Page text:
New nesting garden to help boost population of native bees

A person wearing a t-shirt with writing that reads, 'Nature @ McMaster,' working in a garden

A group of students, faculty and staff worked together to plant a new bee nesting garden on McMaster’s campus this summer.

When people think of bees, they often think about the honeybee. But Sim Jolly is hoping a new bee nesting garden on McMaster’s campus will make people think about native bees and the huge impact they have on our planet.  

“These pollinators are deeply, deeply important to the health of ecosystems and food security around the world,” says Jolly.  

Native Bees are pollinator populations that are indigenous to a certain region. Ontario is home to over 400 distinct native bee species, including solitary bees, social bees and many more. 

“Due to anthropogenic factors such as climate change, and primarily habitat destruction, their population is rapidly declining,” says Jolly. “And so, gardens like these are crucial to increasing the populations of these species.” 

The Arts & Science and Interdisciplinary Minor in Sustainability student is part of a group of students, staff and faculty who pitched in to help create the native bee nesting garden this summer. 

The garden, tucked behind Alumni Memorial Hall on McMaster’s main campus, is made up of a variety of pollinator plants and features ideal spots for native bees to lay their eggs.  

“They create nests in the ground, however, due to pesticide use, parasites and habitat destruction, their underground nests are being destroyed, therefore leading to the decrease in populations. And so, gardens like these will provide a space for them to create nests,” says Jolly.  

A group of people planting a garden
The garden can be found behind Alumni Memorial Hall

The addition of the garden will cater to the wider variety of bees found in the area, says Susan Dudley, a professor of biology in the Faculty of Science and one of the project champions for the third-year sustainability students.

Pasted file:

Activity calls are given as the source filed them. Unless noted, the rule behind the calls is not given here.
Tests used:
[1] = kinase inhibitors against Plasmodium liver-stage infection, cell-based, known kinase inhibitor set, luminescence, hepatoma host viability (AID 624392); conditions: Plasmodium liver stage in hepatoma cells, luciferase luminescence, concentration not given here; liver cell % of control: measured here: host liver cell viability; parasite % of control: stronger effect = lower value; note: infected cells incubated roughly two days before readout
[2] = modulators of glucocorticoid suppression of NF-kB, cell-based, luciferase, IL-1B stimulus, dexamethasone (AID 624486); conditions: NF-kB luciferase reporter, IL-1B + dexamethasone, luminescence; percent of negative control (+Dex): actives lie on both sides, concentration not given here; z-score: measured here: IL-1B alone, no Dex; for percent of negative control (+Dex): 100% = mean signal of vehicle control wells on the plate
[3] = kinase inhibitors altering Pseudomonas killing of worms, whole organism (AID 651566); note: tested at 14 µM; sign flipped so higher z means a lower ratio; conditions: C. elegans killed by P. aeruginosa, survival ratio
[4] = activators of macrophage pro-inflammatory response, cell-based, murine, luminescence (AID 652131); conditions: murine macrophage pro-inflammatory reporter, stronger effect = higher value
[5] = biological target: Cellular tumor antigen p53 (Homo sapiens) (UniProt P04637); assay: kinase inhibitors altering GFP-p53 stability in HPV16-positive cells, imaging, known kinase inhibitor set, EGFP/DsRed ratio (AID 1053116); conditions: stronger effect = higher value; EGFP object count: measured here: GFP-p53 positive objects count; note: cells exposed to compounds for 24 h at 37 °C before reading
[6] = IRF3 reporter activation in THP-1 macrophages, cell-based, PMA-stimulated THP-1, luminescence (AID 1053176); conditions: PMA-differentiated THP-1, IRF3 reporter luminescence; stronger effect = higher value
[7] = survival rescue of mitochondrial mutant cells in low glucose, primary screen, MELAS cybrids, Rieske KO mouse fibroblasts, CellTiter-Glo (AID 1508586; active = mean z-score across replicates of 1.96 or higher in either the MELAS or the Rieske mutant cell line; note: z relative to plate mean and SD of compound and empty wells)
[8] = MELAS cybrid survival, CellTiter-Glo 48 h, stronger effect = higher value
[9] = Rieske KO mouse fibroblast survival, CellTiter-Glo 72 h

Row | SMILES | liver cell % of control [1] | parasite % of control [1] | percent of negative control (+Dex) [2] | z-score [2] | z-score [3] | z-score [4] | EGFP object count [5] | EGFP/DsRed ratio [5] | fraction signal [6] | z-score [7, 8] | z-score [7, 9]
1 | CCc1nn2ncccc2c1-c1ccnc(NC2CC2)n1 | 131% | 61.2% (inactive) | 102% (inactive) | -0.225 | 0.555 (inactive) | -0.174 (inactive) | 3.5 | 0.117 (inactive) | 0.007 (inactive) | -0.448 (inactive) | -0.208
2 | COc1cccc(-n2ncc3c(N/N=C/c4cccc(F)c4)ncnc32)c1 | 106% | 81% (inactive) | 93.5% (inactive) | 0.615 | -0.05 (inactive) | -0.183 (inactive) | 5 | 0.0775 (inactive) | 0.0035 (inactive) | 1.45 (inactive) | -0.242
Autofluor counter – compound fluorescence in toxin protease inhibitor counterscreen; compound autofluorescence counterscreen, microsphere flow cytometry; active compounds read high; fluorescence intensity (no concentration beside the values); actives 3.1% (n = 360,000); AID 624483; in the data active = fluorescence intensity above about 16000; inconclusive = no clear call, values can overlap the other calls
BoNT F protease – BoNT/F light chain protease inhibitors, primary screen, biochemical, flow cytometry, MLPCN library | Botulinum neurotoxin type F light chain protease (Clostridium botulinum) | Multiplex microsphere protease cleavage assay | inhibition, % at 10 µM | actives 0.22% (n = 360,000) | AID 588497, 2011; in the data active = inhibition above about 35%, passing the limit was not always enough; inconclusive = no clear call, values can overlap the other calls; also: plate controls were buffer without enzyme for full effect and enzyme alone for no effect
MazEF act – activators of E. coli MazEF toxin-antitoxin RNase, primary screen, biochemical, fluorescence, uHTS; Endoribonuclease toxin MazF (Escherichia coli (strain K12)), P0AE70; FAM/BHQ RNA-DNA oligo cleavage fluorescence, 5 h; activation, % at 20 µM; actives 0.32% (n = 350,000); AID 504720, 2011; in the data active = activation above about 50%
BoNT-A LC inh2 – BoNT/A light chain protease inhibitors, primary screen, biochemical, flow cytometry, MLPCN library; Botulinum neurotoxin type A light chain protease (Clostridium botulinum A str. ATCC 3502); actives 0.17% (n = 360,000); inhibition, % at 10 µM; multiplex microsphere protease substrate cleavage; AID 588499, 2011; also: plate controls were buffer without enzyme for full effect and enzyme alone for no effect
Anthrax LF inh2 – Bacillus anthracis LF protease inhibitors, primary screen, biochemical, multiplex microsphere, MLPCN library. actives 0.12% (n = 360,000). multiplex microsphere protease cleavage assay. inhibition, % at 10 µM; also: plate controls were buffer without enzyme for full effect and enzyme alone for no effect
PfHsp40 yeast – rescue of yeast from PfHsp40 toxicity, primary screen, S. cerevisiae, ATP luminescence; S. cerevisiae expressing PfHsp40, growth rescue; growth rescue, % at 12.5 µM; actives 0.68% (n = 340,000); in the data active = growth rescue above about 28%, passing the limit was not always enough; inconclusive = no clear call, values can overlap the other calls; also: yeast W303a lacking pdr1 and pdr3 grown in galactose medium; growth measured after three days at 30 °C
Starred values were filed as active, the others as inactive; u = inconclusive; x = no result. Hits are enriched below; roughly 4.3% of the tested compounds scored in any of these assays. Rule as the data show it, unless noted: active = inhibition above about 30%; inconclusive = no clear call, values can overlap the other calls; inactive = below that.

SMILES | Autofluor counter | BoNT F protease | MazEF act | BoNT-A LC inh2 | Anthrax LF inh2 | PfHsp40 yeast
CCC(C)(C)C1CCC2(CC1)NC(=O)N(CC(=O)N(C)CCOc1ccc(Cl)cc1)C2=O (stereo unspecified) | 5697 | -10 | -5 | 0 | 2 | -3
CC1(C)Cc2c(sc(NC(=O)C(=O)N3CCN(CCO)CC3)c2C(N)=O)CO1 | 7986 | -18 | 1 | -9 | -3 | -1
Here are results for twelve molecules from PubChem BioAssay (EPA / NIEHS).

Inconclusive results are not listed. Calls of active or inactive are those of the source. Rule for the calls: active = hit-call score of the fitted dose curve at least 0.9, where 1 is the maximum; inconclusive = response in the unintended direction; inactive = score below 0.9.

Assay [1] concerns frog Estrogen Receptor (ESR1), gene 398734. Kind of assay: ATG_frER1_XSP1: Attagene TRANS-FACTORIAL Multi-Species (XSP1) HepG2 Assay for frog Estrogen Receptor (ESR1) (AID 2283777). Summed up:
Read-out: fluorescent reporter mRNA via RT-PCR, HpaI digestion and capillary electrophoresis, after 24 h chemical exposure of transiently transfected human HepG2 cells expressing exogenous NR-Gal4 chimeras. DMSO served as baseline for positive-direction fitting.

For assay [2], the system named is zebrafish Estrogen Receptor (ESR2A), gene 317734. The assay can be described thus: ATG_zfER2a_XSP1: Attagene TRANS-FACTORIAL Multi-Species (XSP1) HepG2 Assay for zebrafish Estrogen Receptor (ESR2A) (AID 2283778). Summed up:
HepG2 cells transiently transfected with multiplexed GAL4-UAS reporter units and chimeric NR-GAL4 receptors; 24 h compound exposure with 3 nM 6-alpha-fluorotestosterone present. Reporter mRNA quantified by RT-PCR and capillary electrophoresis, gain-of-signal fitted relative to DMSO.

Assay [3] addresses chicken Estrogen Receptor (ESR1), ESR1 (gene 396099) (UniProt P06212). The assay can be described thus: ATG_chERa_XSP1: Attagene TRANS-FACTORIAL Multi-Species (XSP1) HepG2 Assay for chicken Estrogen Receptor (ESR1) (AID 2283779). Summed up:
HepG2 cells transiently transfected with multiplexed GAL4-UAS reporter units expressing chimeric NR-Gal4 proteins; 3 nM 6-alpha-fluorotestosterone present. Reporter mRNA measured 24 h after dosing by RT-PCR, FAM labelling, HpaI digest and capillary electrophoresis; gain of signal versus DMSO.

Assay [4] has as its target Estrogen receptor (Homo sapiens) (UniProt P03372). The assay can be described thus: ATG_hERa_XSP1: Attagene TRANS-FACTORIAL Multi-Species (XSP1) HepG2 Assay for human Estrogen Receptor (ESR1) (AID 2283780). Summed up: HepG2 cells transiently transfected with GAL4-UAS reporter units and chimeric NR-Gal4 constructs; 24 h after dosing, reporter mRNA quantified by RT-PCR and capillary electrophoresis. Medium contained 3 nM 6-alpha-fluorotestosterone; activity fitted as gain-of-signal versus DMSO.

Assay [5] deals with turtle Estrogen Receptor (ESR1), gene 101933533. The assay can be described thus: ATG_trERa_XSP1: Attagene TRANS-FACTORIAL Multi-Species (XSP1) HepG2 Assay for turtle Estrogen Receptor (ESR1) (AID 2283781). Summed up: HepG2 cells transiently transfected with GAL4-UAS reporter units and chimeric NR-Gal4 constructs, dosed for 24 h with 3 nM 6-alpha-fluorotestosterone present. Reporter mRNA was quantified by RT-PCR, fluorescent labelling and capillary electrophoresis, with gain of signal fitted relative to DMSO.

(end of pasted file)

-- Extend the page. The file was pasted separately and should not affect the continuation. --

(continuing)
What we do here when we create these gardens is we take an area that would otherwise be a bit of a desert to the bees and we provide habitat nesting sites,” says Dudley. “This nesting garden is going to have sites where clay-loving bees and sand-loving bees and ground nesters can nest.” 

The fact the garden backs on to the Royal Botanical Gardens is another reason why the location was selected, with more native bees being drawn to the site. 

The groundwork for the garden was laid by a group of third-year sustainability students as part of their class project.  

Emma Chau, Alicia McLinden, Crystal Gilbert and Ekim Bagree designed the garden, consulted bee experts from the Biology Department and landscapers from McMaster’s Grounds Department. They also created a toolkit for the implementation of the garden complete with a materials list, maintenance plans and proposed educational elements.  

McMaster’s Grounds Department provided many resources, including funding, laying of the soil and benches, and maintenance of the garden during the hot summer months.  

Other major sources of support have been in the form of locally sourced native plants donated by the Biology Greenhouse, funds from Nature at McMaster (an initiative out of the President’s Office) and funds from the Parks Canada Ecological Corridors Program. 

The garden is the next step in the Native Bees at McMaster project, which has seen 75 bee homes (birdhouse-like structures that contain nesting materials) installed throughout campus.  

In 2020, the Native Bees at McMaster project received designation as a Bee City Campus from Bee City Canada. 

three bee homes containing nesting materials
The garden is the next step in The Native Bees at McMaster project which has seen 75 bee homes installed throughout campus

The planting happened with the help of volunteers from the Academic Sustainability Programs Office, Nature at McMaster, Biology Greenhouse volunteers and McMaster Facilities summer staff.  

Another planting at the site is scheduled for November 7, 2023. 

Jolly says participating in sustainability-oriented projects like this one can give people a sense of control over the sometimes overwhelming realities of climate change.  

“I think it’s a really positive thing to be able to do on a personal level,” says Jolly. “Not only is it really important for the earth and for the health of global ecosystems, but on an individual level it feels soothing in a way.” 

“I’m also hoping that more and more research is going to be taking place on native bees because compared to other species, not that much is known about them,” says Jolly. “And hopefully the work that McMaster’s doing will inspire other universities and other people to take the same action.”  

Want to get involved?

Follow @macsustain on Instagram or visit the Academic Sustainability Programs Office website.  

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